Paris (AFP) - Shares in PSA Peugeot Citroen plunged on Monday after it pushed forward with plans for China's Dongfeng and the French state to invest 3 billion euros into the troubled French auto group.
The shares in the automaker slumped 11.11 percent to 10.21 euros on news of the plan that would reduce the value of current shareholdings.
The supervisory board of PSA Peugeot Citroen agreed in principle to the restructuring late on Sunday following the exit of US giant GM.
Peugeot said in statement Monday that it was continuing "negotiations regarding a strengthening of its industrial and commercial alliance with Dongfeng Motor, as well as a possible capital increase of an amount in the order of 3 billion euros."
At 3 billion euros ($4.0 billion), the capital increase is large relative to the group's market value on Friday of about 4.1 billion euros.
Peugeot said the preferred scenario would be a capital increase reserved to Dongfeng, which is owned by the Chinese state, followed by a rights offering in which Dongfeng would also participate.
"The French state may also participate in these two capital increases on the same terms and conditions as Dongfeng Motor," added the statement.
It said existing shareholders would be offered free warrants that could be converted into shares at the same price of the reserved capital increase.
Reports following Sunday's board meeting indicated that Dongfeng and the government would each acquire about 14.0 percent of the group and would be made at a discount of up to 35.0-percent from Friday's share price of 11.48 euros.
The Peugeot family, the current controlling shareholder with 25.4 percent of capital, would also invest to retain an interest of 14.0 percent, according to sources.
The reports said that the new shares would be issued at 7.5-8.0 euros each, meaning an injection of about 750 million euros from Chinese group Dongfeng and a similar amount from the cash-strapped French state.
Peugeot said it hopes to be able to make an announcement about the terms of the deal when it discloses its 2013 results on February 19.
While long-term the arrival of Dongfeng could help the French carmaker make a turnaround, in the short term it hurts existing investors.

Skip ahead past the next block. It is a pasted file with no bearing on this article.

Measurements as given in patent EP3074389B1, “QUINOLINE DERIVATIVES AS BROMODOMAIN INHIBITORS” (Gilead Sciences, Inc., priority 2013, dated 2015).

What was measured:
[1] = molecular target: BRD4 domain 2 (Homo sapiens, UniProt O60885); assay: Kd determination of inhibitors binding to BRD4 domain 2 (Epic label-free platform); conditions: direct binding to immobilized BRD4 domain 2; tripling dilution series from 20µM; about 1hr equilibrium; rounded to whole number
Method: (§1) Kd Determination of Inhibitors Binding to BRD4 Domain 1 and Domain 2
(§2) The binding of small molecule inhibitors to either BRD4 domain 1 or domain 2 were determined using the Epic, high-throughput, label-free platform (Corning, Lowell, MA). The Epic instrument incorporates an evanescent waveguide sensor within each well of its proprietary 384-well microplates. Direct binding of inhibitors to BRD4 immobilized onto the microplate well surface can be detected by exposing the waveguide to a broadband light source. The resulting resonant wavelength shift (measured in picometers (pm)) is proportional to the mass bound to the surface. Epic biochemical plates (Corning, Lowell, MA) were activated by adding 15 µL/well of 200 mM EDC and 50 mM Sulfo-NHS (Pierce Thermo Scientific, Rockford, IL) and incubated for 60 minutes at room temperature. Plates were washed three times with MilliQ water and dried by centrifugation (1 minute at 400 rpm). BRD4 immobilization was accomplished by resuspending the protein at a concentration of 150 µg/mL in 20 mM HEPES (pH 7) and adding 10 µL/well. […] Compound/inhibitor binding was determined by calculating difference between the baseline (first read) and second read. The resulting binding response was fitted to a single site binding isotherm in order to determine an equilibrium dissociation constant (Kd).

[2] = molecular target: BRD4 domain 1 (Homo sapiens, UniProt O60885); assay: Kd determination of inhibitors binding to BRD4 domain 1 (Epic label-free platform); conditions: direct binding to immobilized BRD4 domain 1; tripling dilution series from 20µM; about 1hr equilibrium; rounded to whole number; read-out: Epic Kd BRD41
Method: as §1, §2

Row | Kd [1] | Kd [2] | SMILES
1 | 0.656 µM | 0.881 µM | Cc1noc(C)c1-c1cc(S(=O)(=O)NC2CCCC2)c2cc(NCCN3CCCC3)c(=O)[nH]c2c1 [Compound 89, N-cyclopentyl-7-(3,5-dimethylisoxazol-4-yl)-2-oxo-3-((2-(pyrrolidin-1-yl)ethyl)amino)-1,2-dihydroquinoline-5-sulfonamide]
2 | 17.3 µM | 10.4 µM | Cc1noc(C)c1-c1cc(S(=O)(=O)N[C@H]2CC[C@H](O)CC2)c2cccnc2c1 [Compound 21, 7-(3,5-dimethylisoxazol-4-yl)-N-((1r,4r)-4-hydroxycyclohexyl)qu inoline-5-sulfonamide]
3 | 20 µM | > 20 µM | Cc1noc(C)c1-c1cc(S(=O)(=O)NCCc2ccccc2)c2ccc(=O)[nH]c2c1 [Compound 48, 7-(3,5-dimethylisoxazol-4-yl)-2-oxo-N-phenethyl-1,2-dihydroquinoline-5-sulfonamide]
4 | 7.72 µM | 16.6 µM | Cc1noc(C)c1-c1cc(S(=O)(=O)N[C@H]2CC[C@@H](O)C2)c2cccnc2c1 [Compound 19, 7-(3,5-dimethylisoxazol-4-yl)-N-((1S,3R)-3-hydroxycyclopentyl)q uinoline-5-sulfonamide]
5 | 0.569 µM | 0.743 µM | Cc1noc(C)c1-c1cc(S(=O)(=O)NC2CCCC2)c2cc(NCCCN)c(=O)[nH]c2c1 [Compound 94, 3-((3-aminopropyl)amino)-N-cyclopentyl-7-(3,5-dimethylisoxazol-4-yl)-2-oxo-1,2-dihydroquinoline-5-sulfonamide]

"The share is falling because people are afraid of the size of the dilution implied by the operation," said one Paris trader.
And without the details of the plan "serious investors can't take positions".
2013 sales slump, but China promising
The French group, the second-biggest automaker in Europe after Volkswagen, also announced Monday a 4.9-percent fall in sales to 2.82 million vehicles last year, its third year in a row of dropping sales.
But sales began to recover in the fourth quarter, climbing by 4 percent.
And sales outside Europe rose from 38.0 percent of the total in 2012 to 42.0 percent in line with the "objective of achieving 50 percent of sales outside Europe in 2015".
Sales jumped by 26 percent in China, which is now the group's number two market behind France. It could become the top market for the Peugeot brand this year, an executive said Monday.
The latest figures reflect the recent crisis in the European car market, now showing signs of easing.
Last year, a government-ordered enquiry found that the group had made strategic mistakes for years by not seizing fully the opportunities of globalisation.
Peugeot has already in effect been rescued by 7.0 billion euros in state-guaranteed refinancing for its credit arm.
It suffered a record 5 billion euro loss in 2012 and has been burning through its cash. The group has cut thousands of jobs and closed a factory in France.
At the height of the global financial crisis, General Motors, itself in the throes of radical restructuring from bankruptcy, tied up with Peugeot by taking a stake of 7.0-percent.
But GM is the biggest foreign auto group in China, and with a tie-up between Peugeot and Dongfeng looking almost certain, GM announced in December that it was pulling out of the French group.
French state 'vigilant'
PSA Peugeot Citroen operates three factories in China in cooperation with Dongfeng and has a fourth in partnership with another company.
French Finance Minister Pierre Moscovici said Sunday that "the state is particularly vigilant ... so that Peugeot continues to be a big French manufacturer, and even finds ways to develop".
Sources close to the matter said that the company hoped to outline an agreement when it published its annual results next month and ahead of a visit to Paris this spring by Chinese President Xi Jinping.
Jean-Francois Dufour at DCA Chine-Analyse said Dongfeng's arrival could open access to financing from Chinese banks, as has happened for Volvo after it was bought by China's Geely in 2010.